In order to run examples, you will need to Install NodeGit first.

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This guide explains how to clone a repository, and in the case of failure, attempt to open the existing path.

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Requiring NodeGit

In the guides directory, we like to keep our NodeGit relative to the project root.

var NodeGit = require("../../../");

However, in your project you will most likely be using the following command:

var NodeGit = require("nodegit");

Clone URL

The first argument to the clone method is a URL.

In this example we’re going to clone one of our test repositories from GitHub. You could easily substitute this with any valid http or https Git repository URL.

var cloneURL = "";

Clone path

The second argument to the clone method is a path.

Ideally your application will clone a repository into the same folder path regardless of how or where you execute it from. Paths are relative to the current working directory in NodeGit, so you will need to normalize it first.

This is very simple in Node:

var localPath = require("path").join(__dirname, "tmp");

Now this tmp directory will be created along side your script, no matter how or where you execute it from.

Clone options

The third argument to the clone method is an optional simple object.

var cloneOptions = {};

If you are using HTTP the OS X issue below does not affect you.

GitHub certificate issue in OS X

Unfortunately in OS X there is a problem where libgit2 is unable to look up GitHub certificates correctly. In order to bypass this problem, we’re going to passthrough the certificate check.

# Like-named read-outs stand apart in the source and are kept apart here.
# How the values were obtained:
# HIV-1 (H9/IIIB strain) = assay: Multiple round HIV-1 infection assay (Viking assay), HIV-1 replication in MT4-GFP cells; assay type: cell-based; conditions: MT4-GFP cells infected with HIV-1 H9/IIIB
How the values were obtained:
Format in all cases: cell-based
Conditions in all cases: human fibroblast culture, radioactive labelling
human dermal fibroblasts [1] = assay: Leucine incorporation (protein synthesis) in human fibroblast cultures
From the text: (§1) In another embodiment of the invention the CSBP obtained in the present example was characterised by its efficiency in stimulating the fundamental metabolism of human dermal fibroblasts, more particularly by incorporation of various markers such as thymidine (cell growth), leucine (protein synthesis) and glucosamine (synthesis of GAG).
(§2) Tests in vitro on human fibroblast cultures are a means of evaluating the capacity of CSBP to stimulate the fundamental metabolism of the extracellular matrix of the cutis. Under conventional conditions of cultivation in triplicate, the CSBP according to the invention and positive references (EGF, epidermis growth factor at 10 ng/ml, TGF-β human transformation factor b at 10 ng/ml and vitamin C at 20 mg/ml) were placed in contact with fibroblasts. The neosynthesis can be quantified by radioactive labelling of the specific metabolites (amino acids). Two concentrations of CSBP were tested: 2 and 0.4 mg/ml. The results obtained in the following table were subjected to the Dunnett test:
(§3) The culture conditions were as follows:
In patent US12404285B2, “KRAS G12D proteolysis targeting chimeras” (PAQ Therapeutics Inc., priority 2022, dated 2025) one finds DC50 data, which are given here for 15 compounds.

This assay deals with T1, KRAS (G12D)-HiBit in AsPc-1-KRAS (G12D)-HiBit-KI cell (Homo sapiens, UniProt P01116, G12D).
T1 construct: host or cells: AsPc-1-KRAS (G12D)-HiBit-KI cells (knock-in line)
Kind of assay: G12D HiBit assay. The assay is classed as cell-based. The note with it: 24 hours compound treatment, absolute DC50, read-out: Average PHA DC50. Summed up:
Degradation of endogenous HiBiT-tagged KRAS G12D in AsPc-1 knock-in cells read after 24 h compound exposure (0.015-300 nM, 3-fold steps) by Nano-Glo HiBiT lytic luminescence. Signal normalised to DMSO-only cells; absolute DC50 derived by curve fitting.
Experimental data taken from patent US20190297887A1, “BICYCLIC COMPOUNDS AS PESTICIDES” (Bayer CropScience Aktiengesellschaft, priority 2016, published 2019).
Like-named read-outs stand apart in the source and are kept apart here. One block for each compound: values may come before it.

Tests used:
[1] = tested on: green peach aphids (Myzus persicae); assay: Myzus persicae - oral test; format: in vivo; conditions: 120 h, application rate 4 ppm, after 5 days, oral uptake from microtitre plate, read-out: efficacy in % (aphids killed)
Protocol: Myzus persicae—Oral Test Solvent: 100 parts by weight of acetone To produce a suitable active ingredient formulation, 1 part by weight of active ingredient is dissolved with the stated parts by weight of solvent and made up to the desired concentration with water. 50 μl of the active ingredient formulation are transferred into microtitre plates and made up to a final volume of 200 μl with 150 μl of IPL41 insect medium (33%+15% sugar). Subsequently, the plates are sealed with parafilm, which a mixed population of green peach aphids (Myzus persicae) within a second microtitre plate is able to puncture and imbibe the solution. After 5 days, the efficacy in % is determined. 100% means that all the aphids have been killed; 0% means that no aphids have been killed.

Note: this is not a problem with Windows or Linux

cloneOptions.fetchOpts = {
  callbacks: {
    certificateCheck: function() { return 1; }

Invoking the clone method

You can easily invoke our top-level Clone as a function passing along the three aforementioned arguments.

var cloneRepository = NodeGit.Clone(cloneURL, localPath, cloneOptions);

Notice how we store the return value from Git.Clone. This is a Promise to represent the asynchronous operation. It offers finer control flow by allowing us to capture errors and fallback if there is a clone failure.

Handling clone failure

A naive way to handle a clone failure is to try opening the same path. Clones will most commonly fail when the directory already exists. We can define a function to attempt opening in this case.

var errorAndAttemptOpen = function() {

This will be called as part of the Promise resolution in the final step.

The Promise chain

Lastly in our clone operation, we’ll assemble a Promise chain to handle errors and work with the Git.Repository instance result.

  .then(function(repository) {
    // Access any repository methods here.
    console.log("Is the repository bare? %s", Boolean(repository.isBare()));